Clarence Avant, a record executive who shaped the careers not only of Bill Withers, Whitney Houston, Janet Jackson and other Black singers, but also of politicians, actors and sports figures — exerting so much influence that a 2019 documentary about him was called simply “The Black Godfather” — died on Sunday at his home in Los Angeles. He was 92.
His family announced his death in a statement.
Mr. Avant, born in a segregated hospital in North Carolina and educated only through the ninth grade, moved easily in the high-powered world of entertainment, helping to establish the idea that Black culture and consumers were forces to be reckoned with.
He started out managing a nightclub in Newark in the late 1950s and moved on to representing some of the artists he met there. Joe Glaser, a high-powered agent who handled Louis Armstrong, Duke Ellington and many other top acts, took Mr. Avant under his wing; perhaps, the documentary suggested, Mr. Glaser, who was white, thought it would be advantageous to have a Black man representing some of his Black clients.
In any case, Mr. Avant was soon handling artists including the jazz organist Jimmy Smith and traveling in rarefied circles. Not all his clients were Black; he said Mr. Glaser sent him to Los Angeles in 1964 with the Argentine pianist Lalo Schifrin, who was then working with Dizzy Gillespie, to try to get Mr. Schifrin started on a career composing for film and television. Though he knew nothing about the movie business, Mr. Avant worked his brand of magic on the West Coast: Mr. Schifrin has to date been nominated for six Oscars.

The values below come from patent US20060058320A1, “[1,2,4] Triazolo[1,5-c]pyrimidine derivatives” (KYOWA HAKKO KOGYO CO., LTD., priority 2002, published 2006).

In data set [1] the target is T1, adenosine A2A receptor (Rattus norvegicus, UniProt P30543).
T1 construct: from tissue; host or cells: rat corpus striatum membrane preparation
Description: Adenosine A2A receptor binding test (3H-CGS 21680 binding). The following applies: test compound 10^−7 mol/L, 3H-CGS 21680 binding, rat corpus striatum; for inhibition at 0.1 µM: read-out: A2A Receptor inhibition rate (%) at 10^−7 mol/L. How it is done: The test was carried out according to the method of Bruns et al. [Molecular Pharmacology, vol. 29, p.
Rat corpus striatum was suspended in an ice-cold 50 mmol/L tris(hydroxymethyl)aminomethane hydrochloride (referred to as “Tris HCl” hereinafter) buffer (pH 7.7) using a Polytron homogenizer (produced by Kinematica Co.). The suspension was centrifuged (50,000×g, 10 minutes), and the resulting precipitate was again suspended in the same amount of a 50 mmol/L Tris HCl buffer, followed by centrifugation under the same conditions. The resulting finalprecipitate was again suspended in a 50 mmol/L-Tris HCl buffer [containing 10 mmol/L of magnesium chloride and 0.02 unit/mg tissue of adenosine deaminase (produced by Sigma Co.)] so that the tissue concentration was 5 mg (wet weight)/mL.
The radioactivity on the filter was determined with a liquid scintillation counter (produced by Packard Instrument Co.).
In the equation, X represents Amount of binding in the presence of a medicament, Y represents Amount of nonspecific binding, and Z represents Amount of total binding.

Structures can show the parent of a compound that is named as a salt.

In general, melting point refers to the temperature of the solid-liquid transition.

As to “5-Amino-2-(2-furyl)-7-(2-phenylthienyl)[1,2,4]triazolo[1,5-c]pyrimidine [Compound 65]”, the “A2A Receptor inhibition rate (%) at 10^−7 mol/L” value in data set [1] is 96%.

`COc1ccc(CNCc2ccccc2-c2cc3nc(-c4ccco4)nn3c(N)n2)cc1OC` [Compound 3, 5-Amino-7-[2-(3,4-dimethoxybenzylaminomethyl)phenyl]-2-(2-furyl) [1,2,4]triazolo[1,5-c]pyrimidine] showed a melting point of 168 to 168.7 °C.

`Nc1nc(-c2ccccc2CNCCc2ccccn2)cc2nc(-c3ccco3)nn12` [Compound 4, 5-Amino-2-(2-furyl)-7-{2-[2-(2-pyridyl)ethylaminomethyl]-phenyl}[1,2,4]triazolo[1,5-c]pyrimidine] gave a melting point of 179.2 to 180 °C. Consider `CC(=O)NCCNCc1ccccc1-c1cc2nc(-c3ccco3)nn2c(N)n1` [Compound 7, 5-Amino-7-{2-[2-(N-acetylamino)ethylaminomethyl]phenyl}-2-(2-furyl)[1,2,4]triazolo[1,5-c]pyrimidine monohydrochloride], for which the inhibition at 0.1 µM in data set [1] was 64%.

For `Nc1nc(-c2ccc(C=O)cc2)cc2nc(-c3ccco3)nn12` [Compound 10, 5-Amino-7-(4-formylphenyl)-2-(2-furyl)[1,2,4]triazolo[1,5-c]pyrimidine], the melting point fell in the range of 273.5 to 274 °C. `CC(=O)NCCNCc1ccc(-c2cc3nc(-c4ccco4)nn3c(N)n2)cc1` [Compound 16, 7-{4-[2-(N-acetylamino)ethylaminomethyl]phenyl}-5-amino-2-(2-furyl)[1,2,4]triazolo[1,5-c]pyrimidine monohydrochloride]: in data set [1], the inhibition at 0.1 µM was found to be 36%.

In 1960 Mr. Avant formed Sussex Records — he said the name was his combination of the two things people want more than anything else, success and sex — which lasted only about half a decade but released, among other records, Mr. Withers’s early albums.
“Clarence made some great choices musically,” Mr. Withers, who died in 2020, said in the documentary. “‘Lean on Me’” — Mr. Withers’s only Billboard No. 1 hit — “was not my choice for a single.”
Later in the 1970s Mr. Avant founded Tabu Records, and for a time in the 1990s he ran Motown. He also helped Jim Brown, the football player, build an acting career and negotiated an endorsement deal for Hank Aaron, the Hall of Fame baseball player, as well as supporting the political careers of Jimmy Carter, Bill Clinton and Barack Obama.
“One of the things he understands is, there are different kinds of power,” Mr. Obama said in the documentary. “There’s the power that needs the spotlight, but there’s also the power that comes from being behind the scenes.”
In 2013, accepting the entrepreneur award at the BET Honors, one of many he received in his career, Mr. Avant summed himself up.
“I can’t make speeches,” he told the crowd while clutching his trophy. “That’s not my life. I make deals.”
A complete obituary will appear soon.